Mainframe Security

A 2014 Computer Weekly article stated “80% of the world’s corporate data is still managed by mainframes.” The article also stated that the IBM mainframe runs more than 1.1 billion transactions per second, which is significantly more than the “6,900 tweets, 30,000 Facebook likes and 60,000 Google searches per second.”

Despite its often mission-critical transactions for businesses and government agencies, mainframe security is often lax. There are several interconnected reasons for this:

  • Retirement of mainframe professionals, who walk their knowledge out the door.
  • Limited availability of mainframe training opportunities and documentation, resulting in security teams not being knowledgeable about mainframe components. As a result, security tasks are passed to system programmers who, for better or worse, favor performance and availability over security.
  • Legacy security controls not designed to address the complexity and risks associated with an emerging trend of using mainframes as platforms for mobile and cloud computing, file, web, and application servers, e-commerce, and big data.
  • Low security priority, since mainframes have historically not known for being targets of security breaches.

It doesn’t need to be this way.

Modernizing Mainframe Security

In addition to upgrading the skill set of your security team so they are more knowledgeable about mainframe components, the following are some ideas to consider, questions to ask, and things to do to modernize mainframe security.

Know Your Risk.

What data resides on the mainframe? Who can access that data? What is the value/cost to the organization if that data is compromised, exfoliated, or destroyed?

  • Data Discovery. Conduct data discovery to identify data on the mainframe, its location, volume, and context.
  • Data Classification. Conduct data classification to identify label data according to type, sensitivity/confidentiality, and cost/value to the organization if altered, stolen, or destroyed.

Be Proactive.

Who are the users of the data on the mainframe? What data must they access to do their job? How do they access the data (corporate-issued device or BYOD device)? How would an internal or external malicious attacker do to bypass existing security controls?

  • Behavioral Analysis. Create a behavioral baseline profile or ‘whitelist’ of typical patterns of access to databases, file shares, and cloud-based applications based on functional unit and role; and then spotlight the riskiest users, client hosts, and servers so security teams can prioritize investigation of any anomalies.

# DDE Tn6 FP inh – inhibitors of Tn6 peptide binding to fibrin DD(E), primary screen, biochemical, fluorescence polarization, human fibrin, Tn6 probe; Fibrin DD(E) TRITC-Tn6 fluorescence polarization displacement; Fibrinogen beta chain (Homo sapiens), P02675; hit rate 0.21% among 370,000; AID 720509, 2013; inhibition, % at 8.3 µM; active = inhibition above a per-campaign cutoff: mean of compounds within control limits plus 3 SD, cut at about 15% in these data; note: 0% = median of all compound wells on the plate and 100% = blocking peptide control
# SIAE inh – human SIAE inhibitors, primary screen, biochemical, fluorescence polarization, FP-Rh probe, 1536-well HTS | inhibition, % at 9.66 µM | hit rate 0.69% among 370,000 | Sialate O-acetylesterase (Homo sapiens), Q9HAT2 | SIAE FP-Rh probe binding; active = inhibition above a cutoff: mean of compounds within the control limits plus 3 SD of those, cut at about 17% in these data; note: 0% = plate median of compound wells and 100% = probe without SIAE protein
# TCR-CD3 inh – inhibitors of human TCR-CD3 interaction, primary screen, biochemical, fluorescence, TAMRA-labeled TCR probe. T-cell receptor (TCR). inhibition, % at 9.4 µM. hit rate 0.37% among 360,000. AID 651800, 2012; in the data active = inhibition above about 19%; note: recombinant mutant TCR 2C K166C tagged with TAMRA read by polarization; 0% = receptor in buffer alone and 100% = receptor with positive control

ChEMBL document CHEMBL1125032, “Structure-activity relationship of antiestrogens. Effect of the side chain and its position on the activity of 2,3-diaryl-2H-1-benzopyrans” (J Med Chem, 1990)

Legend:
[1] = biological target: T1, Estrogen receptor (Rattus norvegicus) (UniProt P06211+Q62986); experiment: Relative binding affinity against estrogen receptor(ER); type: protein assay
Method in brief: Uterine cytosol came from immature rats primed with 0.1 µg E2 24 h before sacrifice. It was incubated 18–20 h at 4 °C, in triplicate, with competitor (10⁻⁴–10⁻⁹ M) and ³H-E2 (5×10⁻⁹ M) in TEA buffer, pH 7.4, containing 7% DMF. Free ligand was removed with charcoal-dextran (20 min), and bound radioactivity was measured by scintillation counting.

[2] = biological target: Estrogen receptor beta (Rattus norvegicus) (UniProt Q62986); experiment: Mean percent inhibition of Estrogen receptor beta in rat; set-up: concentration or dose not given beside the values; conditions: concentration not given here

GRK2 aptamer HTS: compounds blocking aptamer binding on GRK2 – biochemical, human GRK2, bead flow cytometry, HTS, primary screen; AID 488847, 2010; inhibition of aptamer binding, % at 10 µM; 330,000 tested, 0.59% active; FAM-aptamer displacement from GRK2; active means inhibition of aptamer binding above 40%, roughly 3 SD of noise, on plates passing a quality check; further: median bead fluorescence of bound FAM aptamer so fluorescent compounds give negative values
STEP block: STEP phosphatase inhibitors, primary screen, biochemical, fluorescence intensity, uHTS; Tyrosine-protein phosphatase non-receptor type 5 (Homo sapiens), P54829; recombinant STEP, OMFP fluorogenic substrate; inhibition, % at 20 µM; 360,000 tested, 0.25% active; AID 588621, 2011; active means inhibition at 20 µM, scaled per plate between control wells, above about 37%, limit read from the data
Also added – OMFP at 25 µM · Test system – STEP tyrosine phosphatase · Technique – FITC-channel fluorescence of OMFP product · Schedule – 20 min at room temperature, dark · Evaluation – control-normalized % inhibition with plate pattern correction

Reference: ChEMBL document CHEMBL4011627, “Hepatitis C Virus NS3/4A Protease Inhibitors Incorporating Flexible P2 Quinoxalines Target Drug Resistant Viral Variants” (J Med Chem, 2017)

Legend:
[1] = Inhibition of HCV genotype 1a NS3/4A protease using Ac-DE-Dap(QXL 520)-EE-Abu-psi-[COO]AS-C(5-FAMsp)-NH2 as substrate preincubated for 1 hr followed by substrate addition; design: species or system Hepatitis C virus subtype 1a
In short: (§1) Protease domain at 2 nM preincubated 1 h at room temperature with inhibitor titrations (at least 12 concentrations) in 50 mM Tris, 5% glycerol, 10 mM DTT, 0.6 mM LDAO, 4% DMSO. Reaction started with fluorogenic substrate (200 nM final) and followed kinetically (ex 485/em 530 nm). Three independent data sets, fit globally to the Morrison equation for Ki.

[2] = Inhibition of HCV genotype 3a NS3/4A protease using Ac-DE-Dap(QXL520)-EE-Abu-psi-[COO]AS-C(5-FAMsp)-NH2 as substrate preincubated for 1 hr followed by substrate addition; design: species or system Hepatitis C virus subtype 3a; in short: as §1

• Privilege Management. Ensure appropriate user privileges, according to principle of least privilege, based on functional unit, role, and duties. Revoke excessive user rights and remove dormant users.
  • Separation of Duties. Ensure privileged users cannot monitor themselves, since they can alter security controls to conceal their irregular activities.
  • Authenticate both the user and bring-your-own devices attempting to access resources.
  • Threat Intelligence. Stay informed about trending security threats.

Clean the System.

Are there outdated security controls or access permissions?

  • Collect Usage Information. Audit usage data to determine unused access permissions, groups, or roles.
  • Collect Security Control Information. Audit anomaly-detection alerts.
  • Delete Obsolete Definitions. Remove any unused access permissions, groups, roles, or alerts.

Simplify User-Rights Management.

  • Privilege Management. Ensure appropriate user privileges, according to principle of least privilege, based on functional unit, role, and duties. Revoke excessive user rights and remove dormant users.
    • Role-Based Access Control. Design and implement role-based access controls to ensure only roles that need to access specific systems, applications, or data have access. Grant the least privilege required to do the job.
    • Context-Based Access Control. Use context-based access control (CBAC) to authenticate both the user and device to control what a user can see or do. For example, an authorized user accessing sensitive data from a personal tablet can see/do less than if he or she accessed that data from a corporate-issued laptop.
  • Separation of Duties. Ensure privileged users cannot monitor themselves, since they can alter security controls to conceal their irregular activities.
  • Privileged User Monitoring. Monitor all privileged user access to files and databases (including local system access), audit user creation and newly granted privileges, and restrict usage of shared-privileged accounts. Identify user behavior that deviates from normal access patterns, and alert and block suspicious activities that may indicate privilege abuse. Users performing unauthorized activities should be quarantined and their privileges should be reviewed. Audit reports and analytical tools are needed to support forensic investigations.
  • Use Real-Time Monitoring. Consolidate and simultaneously run network, application, and file scans in order to see issues across the environment.

Learn how Imperva solutions can help ensure robust mainframe security.

 

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